Researchers at the Columbia University Medical Center found significantly elevated antibodies to gluten in children with autism. The study, led by Dr. Nga M. Lau, involved 140 children—37 with autism, 27 unaffected siblings, and 76 age-matched healthy controls. They found specifically, “Children with autism had significantly higher levels of IgG antibody to gliadin compared with unrelated healthy controls. The IgG levels were also higher compared to the unaffected siblings, but did not reach statistical significance. The IgG anti-gliadin antibody response was significantly greater in the autistic children with gastrointestinal symptoms in comparison to those without them.”
Antibodies are the body’s way of “sounding the alarm” to kick the immune system into gear and rev up inflammation (and pain) to fight a perceived threat of an invader, such as a virus. When a food substance (like gluten) is the perceived invader, the subsequent inflammation and digestive upset can go on for months or years, whenever the food is consumed.
Finding these elevated antibodies in children with autism is significant. Antibodies indicate that the body is likely creating inflammation and that the food source can be causing irritation and GI symptoms. These findings indicate that further research into the role of the immune system in autism, as well as gut issues in autism is warranted. This study also showed that while there was increase in these anti-gliadin antibodies, there was no increased incidence of celiac disease: This is consistent with other study findings that demonstrate that that people can have a problem with gluten, even if they don’t have celiac. These findings further support the notion that families with autism should be aware of the role of gluten in the diet, problems it can affect, and the benefit of avoiding it altogether; especially if a child suffers gastrointestinal symptoms.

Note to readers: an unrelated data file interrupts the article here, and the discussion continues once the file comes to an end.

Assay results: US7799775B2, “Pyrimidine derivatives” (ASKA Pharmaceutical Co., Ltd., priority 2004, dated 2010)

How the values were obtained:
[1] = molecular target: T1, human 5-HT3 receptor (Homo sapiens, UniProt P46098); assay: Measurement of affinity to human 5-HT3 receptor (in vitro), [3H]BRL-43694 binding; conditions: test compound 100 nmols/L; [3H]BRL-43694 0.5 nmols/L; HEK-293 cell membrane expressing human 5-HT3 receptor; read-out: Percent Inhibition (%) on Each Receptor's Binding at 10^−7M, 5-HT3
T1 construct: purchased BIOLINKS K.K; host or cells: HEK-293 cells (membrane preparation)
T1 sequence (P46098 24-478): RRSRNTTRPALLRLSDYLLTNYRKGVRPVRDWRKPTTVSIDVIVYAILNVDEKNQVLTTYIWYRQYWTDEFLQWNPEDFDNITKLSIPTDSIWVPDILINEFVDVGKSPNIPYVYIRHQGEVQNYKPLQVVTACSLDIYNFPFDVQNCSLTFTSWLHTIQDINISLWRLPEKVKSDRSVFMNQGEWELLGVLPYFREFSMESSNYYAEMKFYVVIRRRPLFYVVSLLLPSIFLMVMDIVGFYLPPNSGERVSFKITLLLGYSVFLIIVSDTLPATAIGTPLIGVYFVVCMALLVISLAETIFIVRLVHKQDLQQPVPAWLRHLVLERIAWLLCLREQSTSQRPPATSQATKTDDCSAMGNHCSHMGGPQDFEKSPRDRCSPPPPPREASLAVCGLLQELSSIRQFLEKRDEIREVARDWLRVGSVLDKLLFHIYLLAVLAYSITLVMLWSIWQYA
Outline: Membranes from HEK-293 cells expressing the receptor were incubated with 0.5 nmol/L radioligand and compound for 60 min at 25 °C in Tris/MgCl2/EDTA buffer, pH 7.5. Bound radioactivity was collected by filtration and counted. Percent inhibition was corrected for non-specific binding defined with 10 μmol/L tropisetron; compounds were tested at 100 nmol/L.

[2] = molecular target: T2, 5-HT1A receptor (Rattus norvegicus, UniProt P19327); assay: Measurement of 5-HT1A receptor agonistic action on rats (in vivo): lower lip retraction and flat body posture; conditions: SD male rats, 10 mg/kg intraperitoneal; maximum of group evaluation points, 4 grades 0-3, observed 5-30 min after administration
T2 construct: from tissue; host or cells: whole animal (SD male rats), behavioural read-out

In the study, of the children with autism that had gastrointestinal symptoms, the anti-gliadin antibody response was “significantly greater” than those without symptoms, showing that special diets are particularly important with GI issues.
Also, the level of antibodies was higher in siblings (unaffected by autism)—compared to unrelated controls (though not statistically significant). To me, this points to an increased potential for gluten intolerance in siblings, and helps us see that gluten intolerance likely runs in the family—which has been my clinical observation.
The researchers concluded, “A subset of children with autism displays increased immune reactivity to gluten, the mechanism of which appears to be distinct from that in celiac disease. The increased anti-gliadin antibody response and its association with GI symptoms points to a potential mechanism involving immunologic and/or intestinal permeability abnormalities in affected children.”
This research supports parents trying a gluten-free diet for their child with autism. And in my opinion, trying it for their siblings too!
Julie Matthews is a Certified Nutrition Consultant specializing in autism, I’ve spent the past twelve years researching and explaining the underlying scientific rationale for dietary intervention for affected children.